Two privately owned law schools have bucked the UK-wide trend of fewer students applying for university places by reporting a ‘surge in applications’ for their LL.B law degree courses.

Meanwhile, as 335,000 pupils in England, Wales and Northern Ireland receive their A-level results today, the Joint Council for Qualifications (JCQ) has published figures showing that the overall pass rate has risen again for the 30th successive year, although the proportion of entries achieving two or more top grades has fallen for the first time in more than 20 years.

BPP University College says it has seen a 79% increase in applications for its law degrees, while the College of Law has reported 50% more applications than expected for its new two-year law degree, due to start in September 2012. These figures contrast with reports that UK applications across all university subjects are down 8.7% compared with last year.

BPP, which declined to give the number of students applying for its LL.B ‘for commercial reasons’, also reported a 97% increase in applications for its degree programmes overall, which, along with law, include business studies, nursing, and banking and finance.

The College of Law said that its new two-year LL.B law degree has so far attracted more than 600 applications, which is 50% more than the 400 expected. Some 200 to 250 students are predicted to enrol.

BPP chief executive Peter Crisp attributed the ‘surge in applications’ to ‘affordable tuition fees’ and to more students opting for ‘career relevant degrees’, such as law. He said: ‘All our degree programmes have been designed with flexibility in mind - with the option to study in two years as well as three, either full or part-time, as well as via distance learning, allowing more freedom around living and fee costs, and a wider choice on when and how people want to study, or embark on their chosen career.’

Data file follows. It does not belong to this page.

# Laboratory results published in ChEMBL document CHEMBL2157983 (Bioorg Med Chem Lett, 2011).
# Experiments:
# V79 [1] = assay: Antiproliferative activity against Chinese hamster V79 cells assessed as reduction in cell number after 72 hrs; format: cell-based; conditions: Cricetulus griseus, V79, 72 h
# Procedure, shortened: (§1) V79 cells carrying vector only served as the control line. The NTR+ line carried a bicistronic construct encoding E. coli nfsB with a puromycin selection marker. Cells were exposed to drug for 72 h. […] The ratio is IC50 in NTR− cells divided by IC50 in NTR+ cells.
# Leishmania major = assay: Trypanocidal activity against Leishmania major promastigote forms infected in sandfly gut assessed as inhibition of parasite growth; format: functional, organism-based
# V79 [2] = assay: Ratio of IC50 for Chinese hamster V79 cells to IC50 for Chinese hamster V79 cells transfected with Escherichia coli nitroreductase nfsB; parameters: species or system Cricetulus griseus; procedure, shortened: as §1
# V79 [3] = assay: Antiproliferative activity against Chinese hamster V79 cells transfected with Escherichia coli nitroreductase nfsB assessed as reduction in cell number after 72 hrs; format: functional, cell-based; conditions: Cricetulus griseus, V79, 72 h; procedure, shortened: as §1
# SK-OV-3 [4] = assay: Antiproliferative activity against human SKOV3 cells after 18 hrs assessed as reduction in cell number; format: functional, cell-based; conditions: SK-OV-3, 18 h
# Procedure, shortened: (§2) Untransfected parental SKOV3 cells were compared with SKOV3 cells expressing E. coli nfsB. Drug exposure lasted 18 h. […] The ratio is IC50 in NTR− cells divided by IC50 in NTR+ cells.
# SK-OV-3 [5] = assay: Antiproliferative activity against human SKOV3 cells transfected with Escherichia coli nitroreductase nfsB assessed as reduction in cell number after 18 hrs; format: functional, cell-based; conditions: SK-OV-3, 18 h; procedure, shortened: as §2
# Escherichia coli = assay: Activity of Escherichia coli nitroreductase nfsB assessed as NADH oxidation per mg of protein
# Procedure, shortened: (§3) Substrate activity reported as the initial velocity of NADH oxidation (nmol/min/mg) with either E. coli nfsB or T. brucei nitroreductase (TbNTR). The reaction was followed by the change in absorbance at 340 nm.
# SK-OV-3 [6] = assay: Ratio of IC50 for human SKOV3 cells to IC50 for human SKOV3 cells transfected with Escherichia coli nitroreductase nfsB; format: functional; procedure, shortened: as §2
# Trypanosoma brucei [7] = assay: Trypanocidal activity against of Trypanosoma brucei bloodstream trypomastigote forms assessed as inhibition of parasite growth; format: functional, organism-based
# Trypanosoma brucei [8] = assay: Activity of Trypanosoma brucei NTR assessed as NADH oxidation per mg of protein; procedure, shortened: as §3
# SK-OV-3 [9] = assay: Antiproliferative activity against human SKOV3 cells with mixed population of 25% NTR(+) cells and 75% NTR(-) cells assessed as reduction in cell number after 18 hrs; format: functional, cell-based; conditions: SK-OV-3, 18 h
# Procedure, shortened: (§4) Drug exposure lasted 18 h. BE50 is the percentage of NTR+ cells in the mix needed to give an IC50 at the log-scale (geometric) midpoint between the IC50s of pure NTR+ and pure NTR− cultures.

College of Law board member for business development Sarah Hutchinson said: ‘The even stronger than expected interest in our LL.B in its first year… only goes to vindicate our long-held belief that there is a need for a law degree which focuses on developing students’ professional legal skills and boosting their employment prospects in the competitive world of law.’

Students receiving their A-level results today will, despite the decline in numbers applying for university places, still face fierce competition, with many courses over-subscribed. Admissions service Ucas says that 357,915 students have now been accepted for university courses.

Some 79,000 UK applicants are still awaiting decisions and 10,000 have already applied for places through clearing, the JCQ says.